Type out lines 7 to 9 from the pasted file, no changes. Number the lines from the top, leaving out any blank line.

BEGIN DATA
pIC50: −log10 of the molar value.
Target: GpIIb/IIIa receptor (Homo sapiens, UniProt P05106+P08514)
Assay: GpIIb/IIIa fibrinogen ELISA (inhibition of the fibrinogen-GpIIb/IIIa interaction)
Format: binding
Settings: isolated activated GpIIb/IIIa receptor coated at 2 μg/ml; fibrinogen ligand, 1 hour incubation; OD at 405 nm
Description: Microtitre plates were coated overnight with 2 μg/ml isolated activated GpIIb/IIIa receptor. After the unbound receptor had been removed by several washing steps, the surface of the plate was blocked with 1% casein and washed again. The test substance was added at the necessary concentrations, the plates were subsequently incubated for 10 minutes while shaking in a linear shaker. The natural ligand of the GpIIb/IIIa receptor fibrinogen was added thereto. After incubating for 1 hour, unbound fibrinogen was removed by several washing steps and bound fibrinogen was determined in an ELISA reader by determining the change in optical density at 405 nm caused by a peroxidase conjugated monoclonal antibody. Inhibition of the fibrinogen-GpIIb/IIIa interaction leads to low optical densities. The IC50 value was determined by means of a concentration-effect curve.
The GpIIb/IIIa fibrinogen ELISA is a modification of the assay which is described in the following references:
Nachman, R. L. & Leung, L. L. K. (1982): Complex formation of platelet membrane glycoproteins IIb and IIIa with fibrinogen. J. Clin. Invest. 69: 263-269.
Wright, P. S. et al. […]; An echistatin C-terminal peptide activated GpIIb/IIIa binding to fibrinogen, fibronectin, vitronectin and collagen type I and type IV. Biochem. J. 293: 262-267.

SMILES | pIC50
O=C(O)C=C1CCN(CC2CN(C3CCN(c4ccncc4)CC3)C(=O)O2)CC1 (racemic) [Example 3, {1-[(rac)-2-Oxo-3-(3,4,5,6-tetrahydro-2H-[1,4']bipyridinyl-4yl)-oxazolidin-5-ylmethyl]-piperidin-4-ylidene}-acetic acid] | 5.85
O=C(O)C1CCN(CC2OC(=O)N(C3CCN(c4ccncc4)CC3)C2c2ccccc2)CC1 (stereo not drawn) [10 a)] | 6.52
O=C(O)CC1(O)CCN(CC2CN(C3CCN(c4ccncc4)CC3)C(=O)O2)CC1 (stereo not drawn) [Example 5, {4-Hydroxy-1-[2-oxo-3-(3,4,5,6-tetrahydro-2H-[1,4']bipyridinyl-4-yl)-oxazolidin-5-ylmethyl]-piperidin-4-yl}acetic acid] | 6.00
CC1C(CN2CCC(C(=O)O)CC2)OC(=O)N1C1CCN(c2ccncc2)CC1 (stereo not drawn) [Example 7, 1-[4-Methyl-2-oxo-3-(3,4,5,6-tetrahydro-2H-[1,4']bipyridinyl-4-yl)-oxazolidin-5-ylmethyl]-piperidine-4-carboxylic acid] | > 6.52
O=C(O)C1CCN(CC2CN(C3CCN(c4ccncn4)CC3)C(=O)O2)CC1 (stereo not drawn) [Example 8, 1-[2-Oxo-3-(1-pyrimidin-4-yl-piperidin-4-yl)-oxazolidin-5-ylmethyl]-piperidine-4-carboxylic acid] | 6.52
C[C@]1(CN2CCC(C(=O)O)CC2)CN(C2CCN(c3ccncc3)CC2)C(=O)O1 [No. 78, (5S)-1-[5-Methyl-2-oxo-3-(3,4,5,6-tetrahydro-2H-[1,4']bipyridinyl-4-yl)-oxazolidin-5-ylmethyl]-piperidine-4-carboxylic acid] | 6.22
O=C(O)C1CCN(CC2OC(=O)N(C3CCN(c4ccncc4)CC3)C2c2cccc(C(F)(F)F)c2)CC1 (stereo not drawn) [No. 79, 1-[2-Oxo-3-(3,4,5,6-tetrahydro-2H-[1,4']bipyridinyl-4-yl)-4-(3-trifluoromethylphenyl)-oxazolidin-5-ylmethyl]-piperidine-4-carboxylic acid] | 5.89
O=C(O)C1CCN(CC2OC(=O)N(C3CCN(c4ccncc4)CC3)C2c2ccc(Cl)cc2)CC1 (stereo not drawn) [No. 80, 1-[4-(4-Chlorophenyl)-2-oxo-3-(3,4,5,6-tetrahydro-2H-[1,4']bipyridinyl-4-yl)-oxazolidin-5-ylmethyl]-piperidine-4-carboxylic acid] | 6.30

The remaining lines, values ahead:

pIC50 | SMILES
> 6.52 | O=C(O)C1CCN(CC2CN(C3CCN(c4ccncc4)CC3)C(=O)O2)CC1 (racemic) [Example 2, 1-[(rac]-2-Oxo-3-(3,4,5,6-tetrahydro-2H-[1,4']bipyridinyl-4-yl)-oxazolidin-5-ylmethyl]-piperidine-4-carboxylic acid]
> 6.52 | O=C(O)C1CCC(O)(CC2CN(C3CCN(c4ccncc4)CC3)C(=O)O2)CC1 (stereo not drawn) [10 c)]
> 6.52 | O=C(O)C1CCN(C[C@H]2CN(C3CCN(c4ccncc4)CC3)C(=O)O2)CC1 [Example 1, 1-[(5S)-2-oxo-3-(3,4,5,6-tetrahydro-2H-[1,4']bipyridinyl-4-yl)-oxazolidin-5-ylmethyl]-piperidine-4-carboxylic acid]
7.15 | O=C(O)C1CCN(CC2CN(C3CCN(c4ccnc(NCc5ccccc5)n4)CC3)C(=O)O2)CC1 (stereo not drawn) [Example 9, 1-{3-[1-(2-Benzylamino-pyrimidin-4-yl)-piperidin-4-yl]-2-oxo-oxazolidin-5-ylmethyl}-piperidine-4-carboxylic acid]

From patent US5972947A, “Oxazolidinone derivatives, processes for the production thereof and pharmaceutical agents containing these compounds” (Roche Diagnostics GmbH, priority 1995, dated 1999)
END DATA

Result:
The GpIIb/IIIa fibrinogen ELISA is a modification of the assay which is described in the following references:
Nachman, R. L. & Leung, L. L. K. (1982): Complex formation of platelet membrane glycoproteins IIb and IIIa with fibrinogen. J. Clin. Invest. 69: 263-269.
Wright, P. S. et al. […]; An echistatin C-terminal peptide activated GpIIb/IIIa binding to fibrinogen, fibronectin, vitronectin and collagen type I and type IV. Biochem. J. 293: 262-267.